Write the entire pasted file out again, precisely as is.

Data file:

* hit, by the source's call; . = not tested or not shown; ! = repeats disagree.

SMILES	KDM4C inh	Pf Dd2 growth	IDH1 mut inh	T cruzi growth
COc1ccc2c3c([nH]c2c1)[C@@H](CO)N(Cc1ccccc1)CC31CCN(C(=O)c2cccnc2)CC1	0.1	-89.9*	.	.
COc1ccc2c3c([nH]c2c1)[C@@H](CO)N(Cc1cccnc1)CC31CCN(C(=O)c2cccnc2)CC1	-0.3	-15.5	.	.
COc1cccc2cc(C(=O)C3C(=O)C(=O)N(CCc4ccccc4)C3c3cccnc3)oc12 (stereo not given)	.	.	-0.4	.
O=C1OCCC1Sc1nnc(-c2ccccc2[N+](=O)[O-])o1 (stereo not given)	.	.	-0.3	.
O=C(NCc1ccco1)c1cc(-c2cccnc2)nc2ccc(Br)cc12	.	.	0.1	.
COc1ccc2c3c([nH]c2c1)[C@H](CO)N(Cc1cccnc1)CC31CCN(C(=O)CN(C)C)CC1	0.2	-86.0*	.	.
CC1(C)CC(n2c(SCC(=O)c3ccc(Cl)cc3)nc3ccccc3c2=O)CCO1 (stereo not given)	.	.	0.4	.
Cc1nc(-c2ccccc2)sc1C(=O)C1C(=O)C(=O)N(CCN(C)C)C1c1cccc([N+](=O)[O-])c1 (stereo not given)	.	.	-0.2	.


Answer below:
* hit, by the source's call; . = not tested or not shown; ! = repeats disagree.

SMILES	KDM4C inh	Pf Dd2 growth	IDH1 mut inh	T cruzi growth
COc1ccc2c3c([nH]c2c1)[C@@H](CO)N(Cc1ccccc1)CC31CCN(C(=O)c2cccnc2)CC1	0.1	-89.9*	.	.
COc1ccc2c3c([nH]c2c1)[C@@H](CO)N(Cc1cccnc1)CC31CCN(C(=O)c2cccnc2)CC1	-0.3	-15.5	.	.
COc1cccc2cc(C(=O)C3C(=O)C(=O)N(CCc4ccccc4)C3c3cccnc3)oc12 (stereo not given)	.	.	-0.4	.
O=C1OCCC1Sc1nnc(-c2ccccc2[N+](=O)[O-])o1 (stereo not given)	.	.	-0.3	.
O=C(NCc1ccco1)c1cc(-c2cccnc2)nc2ccc(Br)cc12	.	.	0.1	.
COc1ccc2c3c([nH]c2c1)[C@H](CO)N(Cc1cccnc1)CC31CCN(C(=O)CN(C)C)CC1	0.2	-86.0*	.	.
CC1(C)CC(n2c(SCC(=O)c3ccc(Cl)cc3)nc3ccccc3c2=O)CCO1 (stereo not given)	.	.	0.4	.
Cc1nc(-c2ccccc2)sc1C(=O)C1C(=O)C(=O)N(CCN(C)C)C1c1cccc([N+](=O)[O-])c1 (stereo not given)	.	.	-0.2	.